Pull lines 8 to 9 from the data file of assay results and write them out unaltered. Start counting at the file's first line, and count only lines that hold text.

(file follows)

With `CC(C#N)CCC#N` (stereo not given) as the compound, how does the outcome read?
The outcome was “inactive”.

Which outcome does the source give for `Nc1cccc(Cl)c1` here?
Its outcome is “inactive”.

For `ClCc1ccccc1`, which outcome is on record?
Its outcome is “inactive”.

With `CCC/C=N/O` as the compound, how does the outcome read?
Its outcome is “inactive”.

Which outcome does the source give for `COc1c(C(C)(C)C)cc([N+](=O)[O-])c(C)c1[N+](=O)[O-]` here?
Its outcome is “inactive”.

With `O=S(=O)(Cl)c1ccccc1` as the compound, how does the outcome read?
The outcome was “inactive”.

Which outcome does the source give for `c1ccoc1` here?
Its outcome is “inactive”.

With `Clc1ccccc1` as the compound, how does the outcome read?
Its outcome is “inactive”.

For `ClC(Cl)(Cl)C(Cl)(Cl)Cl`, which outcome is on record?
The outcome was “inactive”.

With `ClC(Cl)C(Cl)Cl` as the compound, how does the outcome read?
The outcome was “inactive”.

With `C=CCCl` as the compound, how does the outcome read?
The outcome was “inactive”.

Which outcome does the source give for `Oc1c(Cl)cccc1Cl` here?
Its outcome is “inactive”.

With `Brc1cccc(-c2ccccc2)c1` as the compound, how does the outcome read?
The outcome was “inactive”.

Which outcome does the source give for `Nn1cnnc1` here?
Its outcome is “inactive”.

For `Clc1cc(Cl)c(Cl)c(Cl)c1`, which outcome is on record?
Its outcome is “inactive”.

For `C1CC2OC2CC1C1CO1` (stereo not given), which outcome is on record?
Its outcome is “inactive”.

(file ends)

Its outcome is “inactive”.

Which outcome does the source give for `COc1c(C(C)(C)C)cc([N+](=O)[O-])c(C)c1[N+](=O)[O-]` here?